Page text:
July 13, 2024

A Rush


EICR Report

Who can carry out the report

The keys facts and your questions asked

If you are a property owner then the chances are that you have been told, or read, about recent changes in regulations surrounding Electrical Installation Condition Reports. If you need to learn more about how this could potentially affect you then have a read of our quick and simple EICR Report guide!

So, what actually is an EICR?

The Electrical Installation Condition Report, or EICR for short, is a highly detailed inspection into the electrical system of your property. It has primarily been introduced in order to improve health and safety standards within the private rental sector. However, the reports are not limited to rental properties and it is highly recommended as a way to identify any defects which could potentially be hazardous in all properties.

What does the law say?

How long will the inspection take

As previously mentioned, there have been numerous changes on the rental side of electrical certificate legislation. As a result, it is extremely important that you are aware of the changes and are fully compliant. As of June 1st, all landlords wishing to start a new tenancy agreement, renew an existing tenancy and bring in replacement tenants, will be legally required to provide a ‘satisfactory’ EICR Report before the tenants can move in or the tenancy be renewed.

If you are looking to sell your property then, currently, regulations do not require you to provide a report. However, it is common practice for a buyer’s lawyer to request a maintenance history as part of their enquiries so already having a valid report can save a lot of time.

Who can carry out the report?

What does the law say

Your EICR Report inspection should be carried out by a fit and proper person – ideally a fully qualified and approved electrician. They should be registered with a government-approved scheme provider. Having government scheme approval ensures that they are compliant with the latest IET 18th Edition safety standards.

There are a number of approved accreditation bodies in the UK, some of the most common of which are Stroma, Napit, Elecsa and NICEIC. Best practice recommends that you ask the engineer which of the approved schemes they are approved by and for their ID and registration number before they start working on your property. If you have any doubts about their credentials, always verify them by checking on the website of the accrediting body.

How long will the inspection take?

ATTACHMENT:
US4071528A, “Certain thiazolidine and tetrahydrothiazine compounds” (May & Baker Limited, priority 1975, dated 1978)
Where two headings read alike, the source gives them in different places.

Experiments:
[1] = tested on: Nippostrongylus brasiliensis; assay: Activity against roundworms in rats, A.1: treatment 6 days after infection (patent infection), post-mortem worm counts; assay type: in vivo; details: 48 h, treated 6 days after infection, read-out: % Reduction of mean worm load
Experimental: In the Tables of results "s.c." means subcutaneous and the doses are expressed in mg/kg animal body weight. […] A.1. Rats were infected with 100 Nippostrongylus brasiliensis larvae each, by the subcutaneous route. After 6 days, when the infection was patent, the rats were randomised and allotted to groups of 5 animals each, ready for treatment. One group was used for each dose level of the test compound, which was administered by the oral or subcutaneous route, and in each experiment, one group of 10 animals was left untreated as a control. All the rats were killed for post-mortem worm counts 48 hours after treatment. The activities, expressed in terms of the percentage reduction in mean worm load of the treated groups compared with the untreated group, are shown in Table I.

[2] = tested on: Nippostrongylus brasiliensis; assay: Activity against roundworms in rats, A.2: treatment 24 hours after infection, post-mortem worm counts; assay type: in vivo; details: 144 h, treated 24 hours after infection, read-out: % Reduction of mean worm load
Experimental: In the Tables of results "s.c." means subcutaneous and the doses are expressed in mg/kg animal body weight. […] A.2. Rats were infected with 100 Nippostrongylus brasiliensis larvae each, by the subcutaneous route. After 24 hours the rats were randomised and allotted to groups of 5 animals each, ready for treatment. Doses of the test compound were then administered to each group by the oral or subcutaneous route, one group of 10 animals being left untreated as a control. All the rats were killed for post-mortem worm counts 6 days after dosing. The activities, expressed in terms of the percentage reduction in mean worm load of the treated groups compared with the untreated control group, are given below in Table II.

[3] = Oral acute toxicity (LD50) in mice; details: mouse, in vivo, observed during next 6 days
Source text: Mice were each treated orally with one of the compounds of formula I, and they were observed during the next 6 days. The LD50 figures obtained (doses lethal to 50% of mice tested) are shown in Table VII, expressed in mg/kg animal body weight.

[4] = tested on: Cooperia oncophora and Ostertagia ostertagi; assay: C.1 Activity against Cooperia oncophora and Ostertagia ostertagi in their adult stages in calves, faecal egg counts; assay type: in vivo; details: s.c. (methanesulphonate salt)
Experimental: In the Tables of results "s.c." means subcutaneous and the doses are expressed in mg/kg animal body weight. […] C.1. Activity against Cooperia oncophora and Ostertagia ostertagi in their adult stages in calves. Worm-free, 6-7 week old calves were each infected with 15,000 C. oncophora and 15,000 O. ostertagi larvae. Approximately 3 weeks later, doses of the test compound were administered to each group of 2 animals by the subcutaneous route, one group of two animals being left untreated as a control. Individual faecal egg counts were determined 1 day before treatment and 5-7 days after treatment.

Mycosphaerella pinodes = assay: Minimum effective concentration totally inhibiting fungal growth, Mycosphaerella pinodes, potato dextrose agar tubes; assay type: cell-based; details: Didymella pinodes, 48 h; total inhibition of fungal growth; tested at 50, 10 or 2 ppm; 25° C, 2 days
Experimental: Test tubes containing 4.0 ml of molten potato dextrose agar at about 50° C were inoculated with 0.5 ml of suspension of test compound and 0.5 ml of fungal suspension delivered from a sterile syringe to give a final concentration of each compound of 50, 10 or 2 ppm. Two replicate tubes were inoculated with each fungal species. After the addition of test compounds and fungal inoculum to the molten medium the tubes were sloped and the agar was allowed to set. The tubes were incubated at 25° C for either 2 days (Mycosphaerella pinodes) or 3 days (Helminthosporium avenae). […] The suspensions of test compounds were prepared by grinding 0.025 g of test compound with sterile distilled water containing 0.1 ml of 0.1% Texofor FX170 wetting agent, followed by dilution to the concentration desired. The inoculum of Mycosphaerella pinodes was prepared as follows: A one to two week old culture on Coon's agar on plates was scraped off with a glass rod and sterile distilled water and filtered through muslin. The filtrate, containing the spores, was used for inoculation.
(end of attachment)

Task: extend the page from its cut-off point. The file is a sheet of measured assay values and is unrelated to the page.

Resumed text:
This really depends on the size of your property and the amount of circuits within the system. If you have a smaller property, up to two bedrooms, the engineer will need approximately between 1-2 hours. For bigger, family houses, it is advised to allow around 3-4 hours. These times can be extended if the installation is complicated or if the electrician discovers any defects.

How long is an EICR valid for?

If you are a private household then the current guidelines recommend a new report is carried out every ten years. If you are a landlord then you will need to have your EICR Report renewed every five years.

Can I fail the inspection?

what actually is an EICR

As we have previously discussed, if you want to rent your property, you must provide a ‘satisfactory’ EICR Report. If you have an older property there may be some components that do not conform to the current standards. When this is the case, the electrician will advise you which part of your installation does not meet the standard and why.

Any faults in your system will be marked using these codes;

  • C1 – means ‘danger present’ – the risk of injury is high and immediate action is needed.
  • C2 – there is a potential danger and remedial action is needed urgently.
  • C3* – means that improvement of your electrical system is recommended. However, you can still pass the test with a C3 code.

What happens if I do fail the report?

If your property does not return a ‘satisfactory’ EICR Report then you have a period of 28 days in order to have the remedial works carried out and a new certificate issued. Once you have the new certificate, you then have another 28 days to provide it to your tenants.

What happens if I don’t have one?

If you fail to comply with the legislation, the penalties are strong. Your local authority will enforce the regulations and penalties of up to £30,000 for each breach can be applied.

How can I book an EICR Report?

If you want to book your EICR and find the best prices in the market then use MyConstructor. Their price comparison booking platform offers access to a nationwide network of qualified electrical engineers in your local area. Just enter your postcode and number of bedrooms, then book online with competitive, fixed prices 24/7!

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